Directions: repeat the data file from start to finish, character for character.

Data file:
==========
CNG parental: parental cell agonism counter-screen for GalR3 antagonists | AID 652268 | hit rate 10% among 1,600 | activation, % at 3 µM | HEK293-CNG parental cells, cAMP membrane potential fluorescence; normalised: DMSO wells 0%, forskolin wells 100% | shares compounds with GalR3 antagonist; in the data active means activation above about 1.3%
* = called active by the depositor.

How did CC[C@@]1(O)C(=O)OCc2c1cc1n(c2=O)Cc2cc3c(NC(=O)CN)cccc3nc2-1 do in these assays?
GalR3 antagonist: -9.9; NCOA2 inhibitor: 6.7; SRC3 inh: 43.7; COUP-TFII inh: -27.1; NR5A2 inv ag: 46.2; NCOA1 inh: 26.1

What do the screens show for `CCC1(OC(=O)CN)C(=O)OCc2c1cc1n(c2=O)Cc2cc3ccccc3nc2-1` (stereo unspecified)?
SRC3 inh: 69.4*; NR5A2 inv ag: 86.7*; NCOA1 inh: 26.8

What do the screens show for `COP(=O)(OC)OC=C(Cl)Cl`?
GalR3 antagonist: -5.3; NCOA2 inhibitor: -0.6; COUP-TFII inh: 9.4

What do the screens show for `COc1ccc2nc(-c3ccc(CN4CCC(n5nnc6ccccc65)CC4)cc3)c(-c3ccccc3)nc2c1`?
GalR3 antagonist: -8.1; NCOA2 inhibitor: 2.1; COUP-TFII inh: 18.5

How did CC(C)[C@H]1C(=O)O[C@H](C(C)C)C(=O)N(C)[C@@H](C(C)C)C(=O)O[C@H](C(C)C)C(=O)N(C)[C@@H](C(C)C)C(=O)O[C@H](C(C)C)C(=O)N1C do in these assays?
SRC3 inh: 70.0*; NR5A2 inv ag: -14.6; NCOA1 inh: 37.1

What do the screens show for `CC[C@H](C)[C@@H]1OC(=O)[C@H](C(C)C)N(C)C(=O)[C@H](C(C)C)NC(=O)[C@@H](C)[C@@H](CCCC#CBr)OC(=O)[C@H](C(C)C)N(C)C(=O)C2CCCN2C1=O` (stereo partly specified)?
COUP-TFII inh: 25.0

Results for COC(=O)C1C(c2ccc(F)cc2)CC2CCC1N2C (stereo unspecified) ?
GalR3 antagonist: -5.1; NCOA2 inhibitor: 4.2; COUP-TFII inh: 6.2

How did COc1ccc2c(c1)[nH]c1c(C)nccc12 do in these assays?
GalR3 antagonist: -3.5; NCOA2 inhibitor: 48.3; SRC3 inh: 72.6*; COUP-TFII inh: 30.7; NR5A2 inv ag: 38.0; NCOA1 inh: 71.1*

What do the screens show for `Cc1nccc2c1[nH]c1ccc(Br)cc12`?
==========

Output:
CNG parental: parental cell agonism counter-screen for GalR3 antagonists | AID 652268 | hit rate 10% among 1,600 | activation, % at 3 µM | HEK293-CNG parental cells, cAMP membrane potential fluorescence; normalised: DMSO wells 0%, forskolin wells 100% | shares compounds with GalR3 antagonist; in the data active means activation above about 1.3%
* = called active by the depositor.

How did CC[C@@]1(O)C(=O)OCc2c1cc1n(c2=O)Cc2cc3c(NC(=O)CN)cccc3nc2-1 do in these assays?
GalR3 antagonist: -9.9; NCOA2 inhibitor: 6.7; SRC3 inh: 43.7; COUP-TFII inh: -27.1; NR5A2 inv ag: 46.2; NCOA1 inh: 26.1

What do the screens show for `CCC1(OC(=O)CN)C(=O)OCc2c1cc1n(c2=O)Cc2cc3ccccc3nc2-1` (stereo unspecified)?
SRC3 inh: 69.4*; NR5A2 inv ag: 86.7*; NCOA1 inh: 26.8

What do the screens show for `COP(=O)(OC)OC=C(Cl)Cl`?
GalR3 antagonist: -5.3; NCOA2 inhibitor: -0.6; COUP-TFII inh: 9.4

What do the screens show for `COc1ccc2nc(-c3ccc(CN4CCC(n5nnc6ccccc65)CC4)cc3)c(-c3ccccc3)nc2c1`?
GalR3 antagonist: -8.1; NCOA2 inhibitor: 2.1; COUP-TFII inh: 18.5

How did CC(C)[C@H]1C(=O)O[C@H](C(C)C)C(=O)N(C)[C@@H](C(C)C)C(=O)O[C@H](C(C)C)C(=O)N(C)[C@@H](C(C)C)C(=O)O[C@H](C(C)C)C(=O)N1C do in these assays?
SRC3 inh: 70.0*; NR5A2 inv ag: -14.6; NCOA1 inh: 37.1

What do the screens show for `CC[C@H](C)[C@@H]1OC(=O)[C@H](C(C)C)N(C)C(=O)[C@H](C(C)C)NC(=O)[C@@H](C)[C@@H](CCCC#CBr)OC(=O)[C@H](C(C)C)N(C)C(=O)C2CCCN2C1=O` (stereo partly specified)?
COUP-TFII inh: 25.0

Results for COC(=O)C1C(c2ccc(F)cc2)CC2CCC1N2C (stereo unspecified) ?
GalR3 antagonist: -5.1; NCOA2 inhibitor: 4.2; COUP-TFII inh: 6.2

How did COc1ccc2c(c1)[nH]c1c(C)nccc12 do in these assays?
GalR3 antagonist: -3.5; NCOA2 inhibitor: 48.3; SRC3 inh: 72.6*; COUP-TFII inh: 30.7; NR5A2 inv ag: 38.0; NCOA1 inh: 71.1*

What do the screens show for `Cc1nccc2c1[nH]c1ccc(Br)cc12`?